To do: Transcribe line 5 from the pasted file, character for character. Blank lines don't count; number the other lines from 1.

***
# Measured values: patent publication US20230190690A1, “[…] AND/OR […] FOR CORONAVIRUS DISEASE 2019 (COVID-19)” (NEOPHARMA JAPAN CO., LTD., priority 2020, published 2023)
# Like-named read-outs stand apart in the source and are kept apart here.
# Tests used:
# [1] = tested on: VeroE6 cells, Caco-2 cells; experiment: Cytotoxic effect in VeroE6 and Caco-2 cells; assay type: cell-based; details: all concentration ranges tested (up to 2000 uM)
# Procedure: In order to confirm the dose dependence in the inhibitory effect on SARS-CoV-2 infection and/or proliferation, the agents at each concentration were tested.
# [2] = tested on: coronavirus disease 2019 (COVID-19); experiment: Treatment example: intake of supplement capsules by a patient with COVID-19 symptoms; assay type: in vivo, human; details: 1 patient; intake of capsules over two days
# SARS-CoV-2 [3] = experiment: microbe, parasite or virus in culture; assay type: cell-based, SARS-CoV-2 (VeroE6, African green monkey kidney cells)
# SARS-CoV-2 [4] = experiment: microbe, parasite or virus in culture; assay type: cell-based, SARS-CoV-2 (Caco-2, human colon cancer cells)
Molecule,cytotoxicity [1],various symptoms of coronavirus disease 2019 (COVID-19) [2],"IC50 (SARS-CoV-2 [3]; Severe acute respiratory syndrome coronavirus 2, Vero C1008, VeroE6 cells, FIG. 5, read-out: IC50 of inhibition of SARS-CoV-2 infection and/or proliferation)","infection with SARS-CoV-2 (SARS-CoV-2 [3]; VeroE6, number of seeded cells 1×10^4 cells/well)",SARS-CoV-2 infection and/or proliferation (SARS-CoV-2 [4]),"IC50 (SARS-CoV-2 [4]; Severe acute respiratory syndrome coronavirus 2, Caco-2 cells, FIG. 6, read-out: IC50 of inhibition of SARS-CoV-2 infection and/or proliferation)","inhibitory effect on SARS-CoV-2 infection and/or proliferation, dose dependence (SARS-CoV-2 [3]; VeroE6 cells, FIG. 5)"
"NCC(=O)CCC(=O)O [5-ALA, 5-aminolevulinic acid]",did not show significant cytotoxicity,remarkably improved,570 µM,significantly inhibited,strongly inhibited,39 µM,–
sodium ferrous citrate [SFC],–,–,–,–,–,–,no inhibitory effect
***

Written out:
# Procedure: In order to confirm the dose dependence in the inhibitory effect on SARS-CoV-2 infection and/or proliferation, the agents at each concentration were tested.